Galray recipes from Cgm 384 II

These recipes are interesting in a broader context more than in themselves. In German recipes, the word galray (cognate of galantine or gelatina) as well as its synonym sultz can refer to both a jelly and a thickened sauce, in both cases served cold, covering or enclosing meat or fish. I suspect that this type of dish has its origins with sauces used to preserve and season cooked meats, like the salsa dominorum of the Harpestreng tradition. Using strong meat broth in such a sauce would have produced a desirable gelling effect, and at some point cooks figured out that if they could encourage this, they could dispense with the bread thickening. That is why a gallert or sülze today is a clear aspic. However, there is no clear changeover point. Some recipes as early as the fifteenth century use galray and sultz to refer to a clear jelly, but as late as the 1590s, it is also used for a bread-thickened sauce. In Cgm 384 II, a series of galray recipes all describe sauces thickened with gingerbread.

lebkuchen baker, courtesy of wikimedia commons

16 A Galantine (Galray)

You may also take a passed-through pepper bread (durchslagen pfeffer brott) and colour and spice that. Add plenty of vinegar and apples cut up small and chopped. Let it boil up a little and pour it out on the head and serve it with that.

17 Take a deer liver and roast it. Then cut off the outside and pound it in a mortar with rye bread and honey and wine, pass it through a cloth, and spice it. Then boil the liver and serve it to be eaten cold, that is a galantine of liver (ain lever galray).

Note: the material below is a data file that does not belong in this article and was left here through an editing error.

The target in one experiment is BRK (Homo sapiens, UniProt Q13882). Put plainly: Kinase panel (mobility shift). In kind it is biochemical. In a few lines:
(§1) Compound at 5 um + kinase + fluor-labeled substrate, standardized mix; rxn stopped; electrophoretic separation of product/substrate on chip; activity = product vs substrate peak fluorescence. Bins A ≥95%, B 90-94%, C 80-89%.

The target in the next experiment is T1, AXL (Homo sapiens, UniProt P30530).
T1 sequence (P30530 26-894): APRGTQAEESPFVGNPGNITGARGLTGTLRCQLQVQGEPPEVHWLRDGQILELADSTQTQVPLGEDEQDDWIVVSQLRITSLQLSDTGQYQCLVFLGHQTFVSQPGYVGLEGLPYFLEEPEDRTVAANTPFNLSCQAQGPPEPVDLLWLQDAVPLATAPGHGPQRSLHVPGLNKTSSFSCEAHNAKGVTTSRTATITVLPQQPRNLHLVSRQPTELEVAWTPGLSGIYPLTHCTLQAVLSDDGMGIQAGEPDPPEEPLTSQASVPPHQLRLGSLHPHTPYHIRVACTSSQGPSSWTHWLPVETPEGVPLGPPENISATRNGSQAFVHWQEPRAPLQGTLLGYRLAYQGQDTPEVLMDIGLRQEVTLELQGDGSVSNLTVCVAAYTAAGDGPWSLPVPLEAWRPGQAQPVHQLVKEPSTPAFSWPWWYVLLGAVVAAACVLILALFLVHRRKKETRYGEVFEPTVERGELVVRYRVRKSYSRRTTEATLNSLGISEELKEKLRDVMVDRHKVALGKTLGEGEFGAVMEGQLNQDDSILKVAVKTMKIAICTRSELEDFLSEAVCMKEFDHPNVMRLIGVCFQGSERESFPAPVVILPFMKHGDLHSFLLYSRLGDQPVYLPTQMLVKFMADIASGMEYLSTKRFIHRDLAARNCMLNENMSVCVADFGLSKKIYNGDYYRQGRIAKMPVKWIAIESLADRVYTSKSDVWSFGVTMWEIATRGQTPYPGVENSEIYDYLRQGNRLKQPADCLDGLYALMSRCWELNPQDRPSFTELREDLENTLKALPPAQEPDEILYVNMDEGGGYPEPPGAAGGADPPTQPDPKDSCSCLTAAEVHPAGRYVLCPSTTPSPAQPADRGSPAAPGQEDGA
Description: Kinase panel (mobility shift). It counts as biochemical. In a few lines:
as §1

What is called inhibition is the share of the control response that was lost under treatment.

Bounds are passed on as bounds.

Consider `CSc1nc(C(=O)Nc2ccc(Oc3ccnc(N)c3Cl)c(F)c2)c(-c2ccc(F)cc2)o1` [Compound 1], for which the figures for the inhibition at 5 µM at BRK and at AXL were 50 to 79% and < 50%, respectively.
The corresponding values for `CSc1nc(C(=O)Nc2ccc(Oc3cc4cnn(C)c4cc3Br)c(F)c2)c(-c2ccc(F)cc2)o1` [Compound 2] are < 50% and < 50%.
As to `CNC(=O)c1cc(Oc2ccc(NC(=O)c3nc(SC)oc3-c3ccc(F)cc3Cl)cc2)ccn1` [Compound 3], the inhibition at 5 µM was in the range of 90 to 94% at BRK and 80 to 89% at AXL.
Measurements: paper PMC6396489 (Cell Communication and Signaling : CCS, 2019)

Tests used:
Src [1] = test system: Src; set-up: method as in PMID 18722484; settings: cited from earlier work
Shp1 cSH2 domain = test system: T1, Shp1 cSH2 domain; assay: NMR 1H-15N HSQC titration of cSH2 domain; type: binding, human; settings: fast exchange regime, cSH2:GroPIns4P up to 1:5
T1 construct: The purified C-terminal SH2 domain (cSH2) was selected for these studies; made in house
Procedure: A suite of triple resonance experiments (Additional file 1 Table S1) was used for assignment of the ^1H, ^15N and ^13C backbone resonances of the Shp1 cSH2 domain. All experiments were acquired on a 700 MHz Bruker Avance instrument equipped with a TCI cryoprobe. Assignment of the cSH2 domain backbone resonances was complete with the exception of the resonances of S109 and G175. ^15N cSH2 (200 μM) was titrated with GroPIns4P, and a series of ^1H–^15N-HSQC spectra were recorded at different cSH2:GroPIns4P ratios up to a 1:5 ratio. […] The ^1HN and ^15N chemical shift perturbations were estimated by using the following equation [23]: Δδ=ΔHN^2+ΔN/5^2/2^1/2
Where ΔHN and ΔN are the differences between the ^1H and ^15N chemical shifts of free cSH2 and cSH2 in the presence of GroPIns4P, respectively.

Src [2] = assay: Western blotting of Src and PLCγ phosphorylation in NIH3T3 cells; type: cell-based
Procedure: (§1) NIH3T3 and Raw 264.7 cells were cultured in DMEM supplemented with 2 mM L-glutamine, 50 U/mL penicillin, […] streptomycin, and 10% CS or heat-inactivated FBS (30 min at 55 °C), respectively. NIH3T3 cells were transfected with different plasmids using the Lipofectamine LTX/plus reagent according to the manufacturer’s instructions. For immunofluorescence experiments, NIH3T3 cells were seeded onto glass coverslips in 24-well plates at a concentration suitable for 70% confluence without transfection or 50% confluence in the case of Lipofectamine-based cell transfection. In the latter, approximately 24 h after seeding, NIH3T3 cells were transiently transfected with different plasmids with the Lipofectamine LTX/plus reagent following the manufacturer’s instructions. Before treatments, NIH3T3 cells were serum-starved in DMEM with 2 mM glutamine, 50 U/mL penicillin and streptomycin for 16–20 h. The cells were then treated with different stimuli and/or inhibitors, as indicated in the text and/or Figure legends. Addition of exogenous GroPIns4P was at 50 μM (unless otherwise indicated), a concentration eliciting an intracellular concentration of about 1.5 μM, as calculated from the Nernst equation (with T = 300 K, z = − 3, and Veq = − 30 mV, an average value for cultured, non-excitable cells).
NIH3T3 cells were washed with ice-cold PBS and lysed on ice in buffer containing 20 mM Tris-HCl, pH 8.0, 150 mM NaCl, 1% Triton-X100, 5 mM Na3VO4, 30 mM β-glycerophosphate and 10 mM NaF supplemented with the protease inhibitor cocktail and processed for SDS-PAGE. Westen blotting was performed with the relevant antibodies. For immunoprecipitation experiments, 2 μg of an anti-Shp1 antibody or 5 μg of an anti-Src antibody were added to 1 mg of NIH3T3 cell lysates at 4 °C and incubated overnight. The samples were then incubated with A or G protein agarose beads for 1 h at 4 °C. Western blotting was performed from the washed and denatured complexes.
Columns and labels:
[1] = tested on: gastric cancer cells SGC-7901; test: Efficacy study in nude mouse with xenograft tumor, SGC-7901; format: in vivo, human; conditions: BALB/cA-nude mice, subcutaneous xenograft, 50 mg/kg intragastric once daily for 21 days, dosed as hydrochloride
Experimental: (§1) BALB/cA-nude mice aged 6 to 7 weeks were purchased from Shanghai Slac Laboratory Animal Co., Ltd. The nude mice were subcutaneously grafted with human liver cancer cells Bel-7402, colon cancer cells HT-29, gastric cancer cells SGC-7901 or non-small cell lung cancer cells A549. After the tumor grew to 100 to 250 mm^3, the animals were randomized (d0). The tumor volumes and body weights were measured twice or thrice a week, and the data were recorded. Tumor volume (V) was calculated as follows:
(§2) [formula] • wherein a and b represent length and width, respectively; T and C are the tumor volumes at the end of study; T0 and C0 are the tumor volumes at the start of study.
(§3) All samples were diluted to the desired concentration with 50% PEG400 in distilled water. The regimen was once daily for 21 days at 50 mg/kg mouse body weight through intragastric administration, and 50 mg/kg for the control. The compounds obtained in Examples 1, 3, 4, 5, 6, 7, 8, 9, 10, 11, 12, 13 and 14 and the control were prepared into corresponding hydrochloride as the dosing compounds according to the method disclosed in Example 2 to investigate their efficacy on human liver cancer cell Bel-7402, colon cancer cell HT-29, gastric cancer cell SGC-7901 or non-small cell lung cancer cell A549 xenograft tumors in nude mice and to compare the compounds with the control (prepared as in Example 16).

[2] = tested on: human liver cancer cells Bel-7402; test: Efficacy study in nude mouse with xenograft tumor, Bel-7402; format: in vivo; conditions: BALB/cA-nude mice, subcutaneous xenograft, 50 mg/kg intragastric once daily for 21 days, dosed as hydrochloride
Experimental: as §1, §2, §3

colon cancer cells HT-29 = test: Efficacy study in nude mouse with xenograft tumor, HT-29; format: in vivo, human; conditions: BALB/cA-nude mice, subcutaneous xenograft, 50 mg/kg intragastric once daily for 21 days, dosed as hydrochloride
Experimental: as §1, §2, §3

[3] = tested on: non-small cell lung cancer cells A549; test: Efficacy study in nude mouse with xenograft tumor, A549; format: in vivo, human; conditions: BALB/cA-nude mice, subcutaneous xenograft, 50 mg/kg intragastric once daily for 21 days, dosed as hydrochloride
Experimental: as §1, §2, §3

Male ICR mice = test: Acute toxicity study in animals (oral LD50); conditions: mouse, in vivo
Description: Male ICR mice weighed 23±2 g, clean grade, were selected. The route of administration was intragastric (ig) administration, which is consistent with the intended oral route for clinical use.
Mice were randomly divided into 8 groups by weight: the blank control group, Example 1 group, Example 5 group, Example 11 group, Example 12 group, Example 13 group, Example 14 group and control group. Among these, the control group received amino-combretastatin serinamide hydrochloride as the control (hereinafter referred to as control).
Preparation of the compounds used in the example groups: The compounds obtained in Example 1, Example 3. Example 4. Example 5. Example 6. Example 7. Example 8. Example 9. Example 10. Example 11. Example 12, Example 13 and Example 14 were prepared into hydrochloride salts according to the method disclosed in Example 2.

19 Galantine (galray)

For a galantine, take wine, vinegar, honey, and gingerbread (lepczelten) and pound it together and pass it through a cloth. Boil it and then pour it into a container (guiss es denn etwar in) and let it cool. It will be good.

20 Galantine (galray)

A galantine, take vinegar, wine , honey, and pepper bread (pfeffer brott) and pound it all together. Pass it through and make it thin (machs danndünn in the parallel) and spice it. Boil it and serve it cold, if you wish, with fish or meat (or with) venison, boiled or roasted.

21 Galantine (Galray)

Also prepare a galantine of wine, vinegar, and fish broth, spiced, coloured, with honey and with pepper bread (pfefferbrott) and just boiled. Serve this cold along with fish, roasted or boiled, as a sauce.

22 Galantine (galray)

A galantine for a hare liver or some other liver, roasted, and cut off the outer part and pound it well with rye bread, honey, and vinegar. Pass it through, season it, and boil it, then it will turn black. Serve it cold with the liver. You should also boil up the liver in it.

These are not very interesting recipes in themselves. The frequent mention of lepczelten and pfefferbrott (here used interchangeably), presumably a precursor of Soßenlebkuchen, may be a pointer to what the author sees as characteristic of a galray. It is hard to see how it differs from a pfeffer otherwise, especially in recipes 17 and 22. Several recipes also point out that the dish is served cold, which also seems to be typical of a galray or sultz. I do not feel any particular urge to replicate any of them, I must admit.

Bound together with medicinal, veterinary, and magical texts, the culinary recipes of Munich Cgm 384 were partly published in 1865 as “Ein alemannisches Büchlein von guter Speise“. The manuscript dates to the second half of the fifteenth century. My translation follows the edition by Trude Ehlert in Münchner Kochbuchhandschriften aus dem 15. Jahrhundert, Tupperware Deutschland, Frankfurt 1999, which includes the first section of recipes not published earlier.

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